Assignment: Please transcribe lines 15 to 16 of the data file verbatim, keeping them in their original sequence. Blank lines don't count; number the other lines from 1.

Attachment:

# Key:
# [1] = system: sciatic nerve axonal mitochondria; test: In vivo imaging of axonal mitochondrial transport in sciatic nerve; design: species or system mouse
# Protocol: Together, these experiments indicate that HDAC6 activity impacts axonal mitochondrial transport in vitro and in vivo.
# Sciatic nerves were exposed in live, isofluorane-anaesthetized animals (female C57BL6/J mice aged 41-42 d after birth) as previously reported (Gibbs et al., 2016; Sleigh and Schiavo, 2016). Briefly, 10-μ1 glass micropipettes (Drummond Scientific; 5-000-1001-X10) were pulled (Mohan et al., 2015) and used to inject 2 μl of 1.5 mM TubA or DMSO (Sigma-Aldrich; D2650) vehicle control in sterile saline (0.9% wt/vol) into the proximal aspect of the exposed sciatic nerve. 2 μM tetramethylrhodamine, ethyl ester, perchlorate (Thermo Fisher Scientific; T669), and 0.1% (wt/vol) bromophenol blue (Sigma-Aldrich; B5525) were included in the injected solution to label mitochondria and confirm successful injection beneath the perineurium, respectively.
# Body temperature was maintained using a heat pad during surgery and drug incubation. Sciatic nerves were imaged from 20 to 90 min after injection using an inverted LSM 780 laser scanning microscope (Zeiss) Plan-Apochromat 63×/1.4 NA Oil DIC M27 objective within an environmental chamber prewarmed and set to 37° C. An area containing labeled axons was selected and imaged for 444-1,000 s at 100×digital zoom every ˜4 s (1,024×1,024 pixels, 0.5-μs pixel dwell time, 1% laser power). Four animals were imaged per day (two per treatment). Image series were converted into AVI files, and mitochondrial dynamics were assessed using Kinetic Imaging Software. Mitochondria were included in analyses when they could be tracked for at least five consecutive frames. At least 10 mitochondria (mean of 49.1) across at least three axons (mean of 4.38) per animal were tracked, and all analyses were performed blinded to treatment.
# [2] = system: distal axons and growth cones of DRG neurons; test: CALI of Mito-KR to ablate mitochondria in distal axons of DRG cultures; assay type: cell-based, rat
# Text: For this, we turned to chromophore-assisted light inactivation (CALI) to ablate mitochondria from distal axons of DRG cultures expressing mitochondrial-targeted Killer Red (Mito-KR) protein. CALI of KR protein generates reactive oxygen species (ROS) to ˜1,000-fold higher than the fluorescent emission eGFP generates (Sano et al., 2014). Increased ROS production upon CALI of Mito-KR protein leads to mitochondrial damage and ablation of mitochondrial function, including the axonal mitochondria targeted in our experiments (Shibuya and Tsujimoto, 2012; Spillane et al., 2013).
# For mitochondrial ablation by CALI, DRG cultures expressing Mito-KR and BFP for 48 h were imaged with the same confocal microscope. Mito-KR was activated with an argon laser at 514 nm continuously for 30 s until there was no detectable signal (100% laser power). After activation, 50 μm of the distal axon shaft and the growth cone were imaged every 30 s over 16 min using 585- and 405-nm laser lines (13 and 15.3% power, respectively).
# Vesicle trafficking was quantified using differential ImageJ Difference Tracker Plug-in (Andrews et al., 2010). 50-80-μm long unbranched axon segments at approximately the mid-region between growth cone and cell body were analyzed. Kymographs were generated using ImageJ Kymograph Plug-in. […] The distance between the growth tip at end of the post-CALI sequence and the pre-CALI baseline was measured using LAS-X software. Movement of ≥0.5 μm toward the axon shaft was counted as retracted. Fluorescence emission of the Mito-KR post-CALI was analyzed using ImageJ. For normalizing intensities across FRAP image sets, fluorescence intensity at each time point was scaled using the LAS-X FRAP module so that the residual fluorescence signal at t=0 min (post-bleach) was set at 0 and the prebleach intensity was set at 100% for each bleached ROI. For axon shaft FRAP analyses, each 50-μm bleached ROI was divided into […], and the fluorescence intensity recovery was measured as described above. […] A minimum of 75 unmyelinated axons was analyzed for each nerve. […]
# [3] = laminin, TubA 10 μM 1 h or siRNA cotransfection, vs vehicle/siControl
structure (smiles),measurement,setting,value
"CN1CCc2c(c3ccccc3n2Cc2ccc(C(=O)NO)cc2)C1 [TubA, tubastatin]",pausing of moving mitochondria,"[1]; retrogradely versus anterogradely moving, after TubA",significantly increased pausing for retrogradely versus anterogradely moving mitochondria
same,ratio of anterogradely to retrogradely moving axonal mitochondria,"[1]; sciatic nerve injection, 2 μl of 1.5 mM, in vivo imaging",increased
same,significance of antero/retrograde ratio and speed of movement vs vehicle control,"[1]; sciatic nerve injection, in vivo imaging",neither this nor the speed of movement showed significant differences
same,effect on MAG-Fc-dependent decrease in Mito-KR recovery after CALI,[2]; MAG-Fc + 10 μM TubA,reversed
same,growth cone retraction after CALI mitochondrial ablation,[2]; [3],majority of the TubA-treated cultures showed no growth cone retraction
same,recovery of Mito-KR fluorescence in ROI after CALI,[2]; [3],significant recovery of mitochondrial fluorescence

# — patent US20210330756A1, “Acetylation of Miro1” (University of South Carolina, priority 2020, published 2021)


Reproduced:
same,effect on MAG-Fc-dependent decrease in Mito-KR recovery after CALI,[2]; MAG-Fc + 10 μM TubA,reversed
same,growth cone retraction after CALI mitochondrial ablation,[2]; [3],majority of the TubA-treated cultures showed no growth cone retraction